LSU Media Center
BATON ROUGE – The LSU Center for Computation & Technology’s Frameworks Group is proud to announce the 11th release of the Einstein Toolkit – an open, community developed software infrastructure for relativistic astrophysics.
This release includes, among other things, various improvements in the handling of external libraries – and with that, installations – that discontinue the direct support for Fortran 77, moving to Fortran 90 instead. The update also enables the C++ code in GRHydro by default. In addition, bug fixes accumulated since the previous release in November 2014 have been included.
For more detailed information about the new release, visit http://einsteintoolkit.org/about/releases/ET_2015_05_announcement.php.
The Einstein Toolkit is a collection of software components and tools for simulating and analyzing general relativistic astrophysical systems that builds on numerous software efforts in the numerical relativity community including CactusEinstein, the Carpet AMR infrastructure and the relativistic magneto-hydrodynamics code GRHydro. The Cactus Framework is used as the underlying computational infrastructure providing large-scale parallelization, general computational components and a model for collaborative, portable code development. The toolkit includes modules to build complete codes for simulating black hole spacetimes as well as systems governed by relativistic magneto-hydrodynamics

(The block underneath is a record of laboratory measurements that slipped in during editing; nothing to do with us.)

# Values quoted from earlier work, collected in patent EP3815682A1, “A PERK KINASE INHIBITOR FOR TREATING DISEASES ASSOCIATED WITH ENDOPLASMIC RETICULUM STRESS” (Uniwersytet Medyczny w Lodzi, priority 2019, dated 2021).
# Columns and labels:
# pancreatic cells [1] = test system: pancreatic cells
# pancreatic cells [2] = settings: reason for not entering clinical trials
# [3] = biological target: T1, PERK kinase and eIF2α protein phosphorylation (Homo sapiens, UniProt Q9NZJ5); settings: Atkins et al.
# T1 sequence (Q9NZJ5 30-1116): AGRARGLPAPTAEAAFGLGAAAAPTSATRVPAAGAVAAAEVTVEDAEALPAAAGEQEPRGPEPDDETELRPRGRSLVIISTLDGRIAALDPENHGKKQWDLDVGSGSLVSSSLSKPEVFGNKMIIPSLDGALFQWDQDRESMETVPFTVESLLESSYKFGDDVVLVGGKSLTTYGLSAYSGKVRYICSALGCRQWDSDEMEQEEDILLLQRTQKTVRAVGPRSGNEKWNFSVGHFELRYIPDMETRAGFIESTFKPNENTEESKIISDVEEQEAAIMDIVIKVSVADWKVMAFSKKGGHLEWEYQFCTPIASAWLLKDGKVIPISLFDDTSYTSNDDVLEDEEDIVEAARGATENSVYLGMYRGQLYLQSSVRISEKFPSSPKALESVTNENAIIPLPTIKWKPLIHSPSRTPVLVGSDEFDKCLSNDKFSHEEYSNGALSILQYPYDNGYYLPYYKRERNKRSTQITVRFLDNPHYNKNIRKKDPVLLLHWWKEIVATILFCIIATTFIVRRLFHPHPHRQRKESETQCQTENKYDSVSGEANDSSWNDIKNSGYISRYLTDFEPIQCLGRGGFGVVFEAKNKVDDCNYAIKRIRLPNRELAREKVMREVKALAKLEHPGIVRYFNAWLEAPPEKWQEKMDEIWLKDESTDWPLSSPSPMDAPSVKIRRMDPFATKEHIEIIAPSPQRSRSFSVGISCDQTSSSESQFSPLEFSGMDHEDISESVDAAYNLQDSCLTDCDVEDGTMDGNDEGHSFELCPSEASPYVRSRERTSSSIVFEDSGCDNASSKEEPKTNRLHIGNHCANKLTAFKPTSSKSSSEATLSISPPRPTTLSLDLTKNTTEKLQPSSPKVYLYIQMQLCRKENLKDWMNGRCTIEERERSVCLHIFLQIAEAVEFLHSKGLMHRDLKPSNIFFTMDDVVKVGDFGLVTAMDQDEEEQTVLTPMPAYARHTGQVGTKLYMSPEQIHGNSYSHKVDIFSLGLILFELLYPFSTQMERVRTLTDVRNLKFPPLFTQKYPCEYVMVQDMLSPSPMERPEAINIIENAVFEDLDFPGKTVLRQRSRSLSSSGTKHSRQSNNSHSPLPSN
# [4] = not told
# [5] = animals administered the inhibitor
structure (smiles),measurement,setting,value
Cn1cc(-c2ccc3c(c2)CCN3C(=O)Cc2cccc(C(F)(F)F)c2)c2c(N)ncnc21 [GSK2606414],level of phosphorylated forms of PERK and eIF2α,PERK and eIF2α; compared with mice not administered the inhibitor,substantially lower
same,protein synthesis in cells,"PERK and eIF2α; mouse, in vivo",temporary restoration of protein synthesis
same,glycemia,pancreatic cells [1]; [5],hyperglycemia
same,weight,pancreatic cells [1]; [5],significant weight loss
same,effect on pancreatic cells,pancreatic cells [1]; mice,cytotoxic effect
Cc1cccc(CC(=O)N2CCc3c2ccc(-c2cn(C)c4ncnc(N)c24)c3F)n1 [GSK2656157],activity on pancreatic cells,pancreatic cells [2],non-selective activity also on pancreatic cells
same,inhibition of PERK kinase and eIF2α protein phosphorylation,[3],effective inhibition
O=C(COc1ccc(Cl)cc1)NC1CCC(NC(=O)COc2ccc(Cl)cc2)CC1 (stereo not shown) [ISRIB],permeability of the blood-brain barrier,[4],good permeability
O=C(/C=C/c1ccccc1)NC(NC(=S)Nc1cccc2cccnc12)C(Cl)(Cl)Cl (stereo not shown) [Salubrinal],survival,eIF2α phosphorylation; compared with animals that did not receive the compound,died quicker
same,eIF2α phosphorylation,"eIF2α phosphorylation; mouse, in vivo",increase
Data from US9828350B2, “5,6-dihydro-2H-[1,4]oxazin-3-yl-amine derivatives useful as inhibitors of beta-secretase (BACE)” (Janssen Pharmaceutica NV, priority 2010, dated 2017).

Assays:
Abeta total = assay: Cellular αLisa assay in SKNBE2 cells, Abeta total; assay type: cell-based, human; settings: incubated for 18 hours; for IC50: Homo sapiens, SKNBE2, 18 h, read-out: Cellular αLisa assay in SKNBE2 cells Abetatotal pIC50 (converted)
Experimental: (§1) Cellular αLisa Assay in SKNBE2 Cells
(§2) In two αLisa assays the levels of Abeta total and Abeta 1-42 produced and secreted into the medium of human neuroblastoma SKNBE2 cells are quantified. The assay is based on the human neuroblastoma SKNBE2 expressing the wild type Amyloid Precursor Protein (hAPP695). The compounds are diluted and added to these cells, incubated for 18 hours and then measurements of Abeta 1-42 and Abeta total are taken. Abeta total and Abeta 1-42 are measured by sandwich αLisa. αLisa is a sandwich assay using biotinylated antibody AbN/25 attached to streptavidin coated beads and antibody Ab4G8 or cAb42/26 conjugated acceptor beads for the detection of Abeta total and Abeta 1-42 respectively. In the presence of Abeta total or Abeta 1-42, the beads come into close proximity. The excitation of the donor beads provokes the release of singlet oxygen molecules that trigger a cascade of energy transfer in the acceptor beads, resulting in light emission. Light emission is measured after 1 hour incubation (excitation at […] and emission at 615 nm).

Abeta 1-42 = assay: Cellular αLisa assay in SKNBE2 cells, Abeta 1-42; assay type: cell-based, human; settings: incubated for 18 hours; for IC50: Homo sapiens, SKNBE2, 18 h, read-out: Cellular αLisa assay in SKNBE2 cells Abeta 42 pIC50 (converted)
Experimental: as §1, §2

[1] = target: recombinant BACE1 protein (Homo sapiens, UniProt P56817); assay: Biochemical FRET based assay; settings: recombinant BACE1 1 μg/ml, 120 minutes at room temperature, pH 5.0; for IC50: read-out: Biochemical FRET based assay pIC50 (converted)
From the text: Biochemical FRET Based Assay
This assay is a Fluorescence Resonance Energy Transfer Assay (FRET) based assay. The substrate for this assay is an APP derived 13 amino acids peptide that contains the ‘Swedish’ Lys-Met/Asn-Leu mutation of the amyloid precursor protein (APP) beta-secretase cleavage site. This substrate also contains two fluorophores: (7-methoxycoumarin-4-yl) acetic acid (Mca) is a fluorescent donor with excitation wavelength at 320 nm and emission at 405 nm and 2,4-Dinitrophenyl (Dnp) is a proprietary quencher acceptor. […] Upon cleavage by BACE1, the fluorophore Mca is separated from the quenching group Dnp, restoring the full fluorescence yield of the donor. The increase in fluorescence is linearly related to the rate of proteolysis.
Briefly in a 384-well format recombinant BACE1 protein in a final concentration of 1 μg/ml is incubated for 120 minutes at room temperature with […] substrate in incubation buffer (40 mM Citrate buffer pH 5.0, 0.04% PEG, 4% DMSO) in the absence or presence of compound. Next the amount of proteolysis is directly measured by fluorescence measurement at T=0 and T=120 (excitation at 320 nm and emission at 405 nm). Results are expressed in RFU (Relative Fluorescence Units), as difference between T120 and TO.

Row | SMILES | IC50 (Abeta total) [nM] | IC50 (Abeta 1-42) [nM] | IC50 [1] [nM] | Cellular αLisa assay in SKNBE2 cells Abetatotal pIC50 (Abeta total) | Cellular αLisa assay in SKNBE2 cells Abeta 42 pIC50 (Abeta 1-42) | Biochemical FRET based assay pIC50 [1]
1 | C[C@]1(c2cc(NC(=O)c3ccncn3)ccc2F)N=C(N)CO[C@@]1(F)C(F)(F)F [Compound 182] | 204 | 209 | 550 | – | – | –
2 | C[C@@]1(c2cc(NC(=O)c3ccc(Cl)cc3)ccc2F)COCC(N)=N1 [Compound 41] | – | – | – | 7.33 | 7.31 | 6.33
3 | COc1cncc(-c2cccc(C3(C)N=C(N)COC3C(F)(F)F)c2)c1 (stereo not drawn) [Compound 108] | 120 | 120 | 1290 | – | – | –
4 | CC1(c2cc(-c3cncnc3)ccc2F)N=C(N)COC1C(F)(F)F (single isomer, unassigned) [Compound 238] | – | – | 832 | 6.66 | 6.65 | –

The Einstein Toolkit uses a distributed software model and its different modules are developed, distributed and supported either by the core team of Einstein Toolkit Maintainers, or by individual groups. Where modules are provided by external groups, the Einstein Toolkit Maintainers provide quality control for modules for inclusion in the toolkit and help coordinate support.
The Einstein Toolkit Maintainers currently involve post-doctorates and faculty from six different institutions, and host weekly meetings that are open for anyone to join in.
Guiding principles for the design and implementation of the toolkit include open, community-driven software development; well thought out and stable interfaces; separation of physics software from computational science infrastructure; provision of complete working production code; training and education for a new generation of researchers.
For more information about using or contributing to the Einstein Toolkit, or to join the Einstein Toolkit Consortium, visit http://einsteintoolkit.org.
For more information about LSU CCT, visit www.cct.lsu.edu.